Farran Mack Redfern1, Wen-Jhy Lee1, Ping Yan 2, John Kennedy Mwangi1, Lin-Chi Wang 3, Chih-Hsuan Shih1

  • 1 Department of Environmental Engineering, National Cheng Kung University, Tainan 70101, Taiwan
  • 2 School of Resources and Environmental Engineering, Hefei University of Technology, Hefei 230009, China
  • 3 Department of Civil Engineering and Geomatics, Cheng Shiu University, Kaohsiung 83347, Taiwan

Received: December 29, 2016
Revised: April 17, 2017
Accepted: April 17, 2017
Download Citation: ||https://doi.org/10.4209/aaqr.2016.12.0579  

Cite this article:
Redfern, F.M., Lee, W.J., Yan, P., Mwangi, J.K., Wang, L.C. and Shih, C.H. (2017). Overview and Perspectives on Emissions of Polybrominated Diphenyl Ethers on a Global Basis: Evaporative and Fugitive Releases from Commercial PBDE Mixtures and Emissions from Combustion Sources. Aerosol Air Qual. Res. 17: 1117-1131. https://doi.org/10.4209/aaqr.2016.12.0579


  • Studies from different research groups do report PBDE formations in combustion system.
  • Combustion sources are important PBDE emitters to the atmosphere.
  • Mitigation of PBDE emissions from combustion sources can not be ignored.
  • Control of PBDE emissions from combustion sources is as important as ban on deca-BDE.



Polybrominated diphenyl ethers (PBDEs) are used as flame retardants, but are of concern due to their potential health risks. PBDEs are ubiquitous in the environment and their occurrence in polar regions highlights the importance of atmospheric transport. As yet, most researches emphasized evaporative and fugitive releases of PBDEs during production, use and waste management phases. However, the recent studies have uncovered the importance of the combustion sources when considering the release of PBDEs into the atmosphere. Nevertheless, complete PBDE emission inventories are lacking, and no global PBDE emissions from combustion sources have been estimated. Therefore, this study estimated the global PBDE emissions from combustion sources and illegal open burning of waste electrical and electronic equipment (WEEE) and e-waste, as well as evaporative and fugitive releases from commercial PBDE mixtures. We found that combustion sources and illegal open burning of e-waste globally emit PBDEs at 6.75 and 0.255–5.56 tonnes year–1, and are important PBDE emitters. The effectiveness of reducing human exposure to PBDEs will be minimized and delayed if mitigation of PBDE emissions from combustion sources is ignored. Control of PBDE emissions from combustion sources should be taken along with the ban of commercial PBDE mixtures.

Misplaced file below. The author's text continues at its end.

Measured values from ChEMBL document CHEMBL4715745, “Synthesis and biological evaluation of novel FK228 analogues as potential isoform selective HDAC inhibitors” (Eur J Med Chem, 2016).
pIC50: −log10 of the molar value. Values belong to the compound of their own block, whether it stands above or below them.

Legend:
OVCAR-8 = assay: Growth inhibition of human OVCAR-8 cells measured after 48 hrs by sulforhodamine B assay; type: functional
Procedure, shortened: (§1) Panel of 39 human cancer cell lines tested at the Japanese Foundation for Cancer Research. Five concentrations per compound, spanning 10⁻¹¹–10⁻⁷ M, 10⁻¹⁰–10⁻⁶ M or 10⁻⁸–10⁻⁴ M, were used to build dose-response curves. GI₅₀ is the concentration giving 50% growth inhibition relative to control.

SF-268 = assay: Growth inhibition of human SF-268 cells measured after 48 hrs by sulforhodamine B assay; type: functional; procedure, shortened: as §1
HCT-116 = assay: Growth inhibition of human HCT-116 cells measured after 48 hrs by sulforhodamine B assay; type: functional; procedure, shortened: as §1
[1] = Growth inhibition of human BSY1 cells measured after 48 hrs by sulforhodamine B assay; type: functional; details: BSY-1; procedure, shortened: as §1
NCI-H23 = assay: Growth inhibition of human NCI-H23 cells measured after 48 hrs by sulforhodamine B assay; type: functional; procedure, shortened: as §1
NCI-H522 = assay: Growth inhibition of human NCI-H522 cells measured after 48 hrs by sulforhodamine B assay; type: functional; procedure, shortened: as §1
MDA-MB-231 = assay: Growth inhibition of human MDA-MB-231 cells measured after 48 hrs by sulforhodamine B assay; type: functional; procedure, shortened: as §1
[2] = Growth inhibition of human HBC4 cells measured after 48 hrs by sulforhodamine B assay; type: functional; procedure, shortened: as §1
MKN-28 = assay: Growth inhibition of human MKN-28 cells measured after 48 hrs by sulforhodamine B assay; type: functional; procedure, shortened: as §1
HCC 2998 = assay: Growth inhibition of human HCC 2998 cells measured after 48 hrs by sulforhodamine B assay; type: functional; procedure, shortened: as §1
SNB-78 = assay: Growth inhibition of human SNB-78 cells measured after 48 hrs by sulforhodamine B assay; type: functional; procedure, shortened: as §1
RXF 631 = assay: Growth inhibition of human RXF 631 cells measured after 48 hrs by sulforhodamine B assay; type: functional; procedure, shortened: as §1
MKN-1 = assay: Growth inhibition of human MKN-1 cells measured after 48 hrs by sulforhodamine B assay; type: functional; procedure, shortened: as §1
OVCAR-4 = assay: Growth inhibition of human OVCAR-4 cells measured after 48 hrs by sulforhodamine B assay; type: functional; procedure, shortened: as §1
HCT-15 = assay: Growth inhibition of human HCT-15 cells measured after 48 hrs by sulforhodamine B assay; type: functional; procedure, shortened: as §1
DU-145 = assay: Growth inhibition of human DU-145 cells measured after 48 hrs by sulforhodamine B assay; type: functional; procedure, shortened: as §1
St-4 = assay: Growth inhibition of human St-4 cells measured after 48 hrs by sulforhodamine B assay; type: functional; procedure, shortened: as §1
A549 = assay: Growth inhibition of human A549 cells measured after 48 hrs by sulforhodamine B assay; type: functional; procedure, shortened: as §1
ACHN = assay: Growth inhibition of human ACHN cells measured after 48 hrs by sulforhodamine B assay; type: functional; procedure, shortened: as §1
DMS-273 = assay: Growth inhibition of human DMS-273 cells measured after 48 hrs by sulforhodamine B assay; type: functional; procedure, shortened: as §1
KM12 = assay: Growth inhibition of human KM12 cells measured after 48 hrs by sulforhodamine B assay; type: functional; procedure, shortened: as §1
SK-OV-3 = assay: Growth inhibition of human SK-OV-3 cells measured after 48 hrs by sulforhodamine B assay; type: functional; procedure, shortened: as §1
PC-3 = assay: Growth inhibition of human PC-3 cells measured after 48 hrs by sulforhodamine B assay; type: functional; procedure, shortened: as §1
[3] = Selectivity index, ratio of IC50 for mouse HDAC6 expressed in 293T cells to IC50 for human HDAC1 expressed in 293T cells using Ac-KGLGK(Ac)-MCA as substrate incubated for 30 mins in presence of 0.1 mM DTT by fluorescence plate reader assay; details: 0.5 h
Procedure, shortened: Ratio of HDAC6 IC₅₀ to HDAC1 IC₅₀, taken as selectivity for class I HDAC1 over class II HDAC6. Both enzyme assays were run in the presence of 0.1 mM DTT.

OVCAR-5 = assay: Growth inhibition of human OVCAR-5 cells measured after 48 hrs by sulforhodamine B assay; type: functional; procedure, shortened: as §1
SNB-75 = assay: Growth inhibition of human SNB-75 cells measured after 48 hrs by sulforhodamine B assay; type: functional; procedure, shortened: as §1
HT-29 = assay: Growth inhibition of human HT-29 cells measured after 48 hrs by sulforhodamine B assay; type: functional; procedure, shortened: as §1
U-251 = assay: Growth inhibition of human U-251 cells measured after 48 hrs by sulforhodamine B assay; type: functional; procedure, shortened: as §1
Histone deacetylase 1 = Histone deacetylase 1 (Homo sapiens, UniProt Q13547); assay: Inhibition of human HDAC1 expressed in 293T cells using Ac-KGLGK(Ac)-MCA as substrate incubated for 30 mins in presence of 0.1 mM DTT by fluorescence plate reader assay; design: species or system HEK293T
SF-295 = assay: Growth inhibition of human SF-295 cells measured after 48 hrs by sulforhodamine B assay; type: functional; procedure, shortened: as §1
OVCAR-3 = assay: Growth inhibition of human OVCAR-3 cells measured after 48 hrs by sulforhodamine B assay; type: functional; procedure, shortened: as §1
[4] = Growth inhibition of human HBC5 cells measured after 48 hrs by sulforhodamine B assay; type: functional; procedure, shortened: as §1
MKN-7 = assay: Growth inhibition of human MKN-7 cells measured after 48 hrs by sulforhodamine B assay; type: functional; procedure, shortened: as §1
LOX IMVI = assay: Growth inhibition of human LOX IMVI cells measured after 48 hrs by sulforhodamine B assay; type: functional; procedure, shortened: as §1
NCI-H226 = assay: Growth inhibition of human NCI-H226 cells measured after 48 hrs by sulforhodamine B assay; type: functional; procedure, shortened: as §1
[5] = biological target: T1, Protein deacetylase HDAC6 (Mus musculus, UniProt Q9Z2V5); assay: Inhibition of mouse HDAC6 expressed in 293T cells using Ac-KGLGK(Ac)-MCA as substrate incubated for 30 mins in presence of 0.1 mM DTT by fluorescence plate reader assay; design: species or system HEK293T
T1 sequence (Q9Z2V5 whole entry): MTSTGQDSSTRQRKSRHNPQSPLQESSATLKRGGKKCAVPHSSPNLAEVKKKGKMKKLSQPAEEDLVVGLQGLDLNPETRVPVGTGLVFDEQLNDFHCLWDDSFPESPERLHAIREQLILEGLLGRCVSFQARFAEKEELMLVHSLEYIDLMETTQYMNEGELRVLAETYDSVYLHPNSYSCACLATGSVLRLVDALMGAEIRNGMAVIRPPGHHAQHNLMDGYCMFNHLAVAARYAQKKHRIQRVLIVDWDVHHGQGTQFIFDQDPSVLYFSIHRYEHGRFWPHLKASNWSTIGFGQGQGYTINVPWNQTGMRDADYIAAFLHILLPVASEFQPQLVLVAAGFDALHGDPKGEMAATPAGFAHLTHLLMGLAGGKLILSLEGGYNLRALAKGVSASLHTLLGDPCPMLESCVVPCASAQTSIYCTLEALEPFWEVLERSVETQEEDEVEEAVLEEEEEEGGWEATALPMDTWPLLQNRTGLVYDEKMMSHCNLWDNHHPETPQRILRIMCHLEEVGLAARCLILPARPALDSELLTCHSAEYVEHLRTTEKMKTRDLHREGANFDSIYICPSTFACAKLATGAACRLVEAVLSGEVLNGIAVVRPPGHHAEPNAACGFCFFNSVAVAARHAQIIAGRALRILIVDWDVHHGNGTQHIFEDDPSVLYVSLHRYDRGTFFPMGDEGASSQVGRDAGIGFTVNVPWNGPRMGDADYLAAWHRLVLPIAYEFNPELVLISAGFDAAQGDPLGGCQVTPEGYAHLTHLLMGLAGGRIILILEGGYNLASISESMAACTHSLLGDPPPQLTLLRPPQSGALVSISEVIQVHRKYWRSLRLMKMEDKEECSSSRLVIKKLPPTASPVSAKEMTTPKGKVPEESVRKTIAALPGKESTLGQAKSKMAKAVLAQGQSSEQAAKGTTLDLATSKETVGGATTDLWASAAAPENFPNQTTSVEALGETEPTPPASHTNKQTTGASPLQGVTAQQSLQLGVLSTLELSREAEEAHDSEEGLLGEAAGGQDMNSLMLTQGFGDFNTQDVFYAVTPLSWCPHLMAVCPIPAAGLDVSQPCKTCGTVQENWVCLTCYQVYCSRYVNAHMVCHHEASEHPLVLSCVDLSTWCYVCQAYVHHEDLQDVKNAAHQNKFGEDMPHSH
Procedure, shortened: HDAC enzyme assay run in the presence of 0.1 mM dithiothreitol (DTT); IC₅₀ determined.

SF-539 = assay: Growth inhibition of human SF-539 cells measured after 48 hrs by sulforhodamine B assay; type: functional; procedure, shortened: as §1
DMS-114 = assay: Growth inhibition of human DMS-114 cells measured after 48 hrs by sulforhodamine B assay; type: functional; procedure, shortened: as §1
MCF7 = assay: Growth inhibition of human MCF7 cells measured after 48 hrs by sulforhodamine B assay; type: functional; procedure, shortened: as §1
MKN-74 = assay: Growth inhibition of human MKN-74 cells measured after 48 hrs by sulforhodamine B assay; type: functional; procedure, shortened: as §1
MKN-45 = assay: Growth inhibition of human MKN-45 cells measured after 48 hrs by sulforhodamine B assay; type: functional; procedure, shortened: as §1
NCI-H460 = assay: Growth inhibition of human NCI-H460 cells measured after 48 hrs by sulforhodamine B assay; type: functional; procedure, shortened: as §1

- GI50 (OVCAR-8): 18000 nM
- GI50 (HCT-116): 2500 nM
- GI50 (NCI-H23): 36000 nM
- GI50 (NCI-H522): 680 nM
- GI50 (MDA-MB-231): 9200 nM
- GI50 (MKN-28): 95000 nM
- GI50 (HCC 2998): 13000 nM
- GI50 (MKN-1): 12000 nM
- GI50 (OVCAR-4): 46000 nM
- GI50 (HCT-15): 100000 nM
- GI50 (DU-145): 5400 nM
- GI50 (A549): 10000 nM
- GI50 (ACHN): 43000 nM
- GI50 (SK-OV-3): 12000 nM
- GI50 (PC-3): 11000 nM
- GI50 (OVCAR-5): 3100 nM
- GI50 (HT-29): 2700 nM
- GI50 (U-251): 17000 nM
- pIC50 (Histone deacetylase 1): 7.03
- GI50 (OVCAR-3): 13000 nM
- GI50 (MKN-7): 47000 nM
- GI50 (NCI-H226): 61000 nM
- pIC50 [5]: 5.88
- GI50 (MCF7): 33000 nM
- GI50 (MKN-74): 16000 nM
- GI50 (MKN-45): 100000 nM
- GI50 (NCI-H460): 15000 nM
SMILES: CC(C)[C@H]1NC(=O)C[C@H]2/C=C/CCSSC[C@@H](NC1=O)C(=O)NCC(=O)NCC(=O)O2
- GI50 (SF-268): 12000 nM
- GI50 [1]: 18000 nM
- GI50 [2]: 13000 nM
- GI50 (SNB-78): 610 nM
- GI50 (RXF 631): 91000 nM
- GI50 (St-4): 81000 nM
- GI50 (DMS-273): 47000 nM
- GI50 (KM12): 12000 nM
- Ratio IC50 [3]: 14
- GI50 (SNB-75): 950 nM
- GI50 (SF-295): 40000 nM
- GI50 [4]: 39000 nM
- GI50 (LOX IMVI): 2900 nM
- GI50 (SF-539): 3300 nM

Keywords: PBDEs; Open burning; Inventory; Review; Dioxin; E-waste

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